6) Making the Perfect the Enemy of the Good

New clients, small firm clients, lawyers – there is a tendency in content marketing to be very hands-on. All things considered, taking a keen interest in the content going on your website isn’t a bad thing. But if you spend your time focusing on the granular details, you miss out on the significant successes a content marketing strategy will bring you. All other things being equal, it’s better to get something up and revise as necessary than it is not to get anything up at all. 

If you find yourself in the position that you are not able to let loose the reigns a little, take a look at our article: 

Your Time is Too Valuable to Spend it Writing Blog Articles

7) Forgetting to Share Relevant On-Site and Off-Site Content

Did you notice what we did in that last section? Sharing relevant content both on your website and off of your website is vitally important to the SEO health of your law firm. Why? Think of it like this, when you were in school, and you shared an absolute fact, what was always the response? Prove it! And now, all these years later, likely as not, that’s your job now too…to prove it.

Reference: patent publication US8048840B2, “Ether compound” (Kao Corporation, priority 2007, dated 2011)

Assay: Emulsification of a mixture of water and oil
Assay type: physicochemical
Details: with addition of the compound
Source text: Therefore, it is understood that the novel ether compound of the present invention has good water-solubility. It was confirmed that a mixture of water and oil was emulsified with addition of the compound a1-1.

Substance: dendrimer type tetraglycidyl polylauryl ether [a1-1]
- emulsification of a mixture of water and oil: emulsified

Whether your source is some obscure bit of law or a peer’s website, there are a couple of reasons to cite your sources.  

  1. It’s polite. If someone else has gone through the trouble of elaborating something you’re trying to say but don’t have the time or inclination to do so, throw them a link. For example: Do Outbound Links Matter For SEO in 2020?
  2. Doing this gives your readers a chance to learn more about something relevant to your article.  
  3. Linking to a high-quality source signals that your articles are not thrown together haphazardly.